How Can Body Language Help Caregivers?

Picture a person who is feeling defeated.  How do they look?  What is their posture?

Chances are you imagined a person who was sort of “curled up,” with their shoulders bent and head down.  Maybe they even hold their arms crossed in front of them.

This is a very natural pose to take when we’re being attacked; it serves to protect our vital organs, and keeping our head down can protect our face and throat.

Now picture someone who is very strong and self-confident.  What do you see?

Are they standing tall, feet firmly planted?  Are their hands on their hips?  (Think Superman or Wonder Woman here).

Harvard researcher Amy Cuddy became very interested in body language and the ways people seem to express feeling powerful or powerless.  What she learned can help you with your caregiving.

Dr. Cuddy noticed that in nature, when an animal feels threatened, or even wants to intimidate another animal who’s too close to their home territory, they make themselves appear larger.  A fish might puff itself up to appear larger, a bird will spread its wings and get up on tip-toe, and a mammal tends to “ruff” the fur around its neck and may rear up to seem more capable of defending itself.

Conversely, many animals will make themselves small by curling up into a ball or trying to climb into a tiny space for safety.

In her lab, Dr. Cuddy learned that when humans “make themselves big” for as little as 2 minutes, their stress hormone, cortisol, gets lower.  Their testosterone, a hormone that can makes us strong and focused, was raised.  This brief change in posture altered how the brain and body responded, allowing the person to feel more calm and courageous.

People who assumed the smaller posture had hormonal changes, too, but in the opposite direction.  Those folks experienced an increase in cortisol, the stress hormone, and a decrease in testosterone.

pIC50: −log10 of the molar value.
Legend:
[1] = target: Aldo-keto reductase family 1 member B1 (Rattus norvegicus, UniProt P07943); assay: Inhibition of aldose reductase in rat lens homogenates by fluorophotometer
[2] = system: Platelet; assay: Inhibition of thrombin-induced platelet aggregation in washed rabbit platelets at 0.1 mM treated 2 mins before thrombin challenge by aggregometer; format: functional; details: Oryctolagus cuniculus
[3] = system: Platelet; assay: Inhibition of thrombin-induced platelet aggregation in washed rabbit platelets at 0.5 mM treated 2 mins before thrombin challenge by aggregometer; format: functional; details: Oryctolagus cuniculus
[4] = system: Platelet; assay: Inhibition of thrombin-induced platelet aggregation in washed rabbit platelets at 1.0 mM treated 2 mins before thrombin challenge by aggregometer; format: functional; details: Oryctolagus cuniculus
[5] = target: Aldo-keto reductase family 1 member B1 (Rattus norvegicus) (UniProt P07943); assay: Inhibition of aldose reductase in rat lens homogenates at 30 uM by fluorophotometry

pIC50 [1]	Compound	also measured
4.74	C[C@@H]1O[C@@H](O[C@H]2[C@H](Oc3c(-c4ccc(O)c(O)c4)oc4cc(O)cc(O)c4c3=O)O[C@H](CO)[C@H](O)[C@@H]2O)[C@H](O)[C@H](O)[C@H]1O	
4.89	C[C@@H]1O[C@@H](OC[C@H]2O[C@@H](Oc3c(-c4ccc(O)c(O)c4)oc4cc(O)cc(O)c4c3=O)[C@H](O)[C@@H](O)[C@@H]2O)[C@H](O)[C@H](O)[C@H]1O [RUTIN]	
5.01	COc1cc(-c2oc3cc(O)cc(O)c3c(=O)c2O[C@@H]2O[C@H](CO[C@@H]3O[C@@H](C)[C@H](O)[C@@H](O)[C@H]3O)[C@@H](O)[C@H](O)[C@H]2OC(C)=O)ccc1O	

Who is better prepared to deal with a problem, succeed in an interview, or stay calm in a time of trouble?

Dr. Cuddy advises that taking on a big posture, spreading our feet and arms, for 2 minutes before an important conversation can make us think more clearly and feel calm and more self-assured.

Notice your own posture at different times throughout the day.  When you notice yourself curling up, make an effort to spread out for a few minutes.  Even putting your feet up on a desk, leaning back, and putting your hands behind your head (with elbows out), is a way to make yourself appear larger that Dr. Cuddy calls “the CEO position.”

Is there a part of caregiving that “beats you up” or makes you feel powerless?  Try “being big” for a few minutes, and let us know through the comment board what you discover!

You can learn more about Dr. Cuddy’s research by watching her TedX talk at: http://youtu.be/Ks-_Mh1QhMc

 

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Lisa Kendall is a social worker and clinical gerontologist with a private therapy and consulting practice.  Specializing in aging and Elder care, trauma recovery, and bereavement, Lisa also teaches at the Ithaca College Gerontology Institute and is an Educator for The Eden Alternative™.

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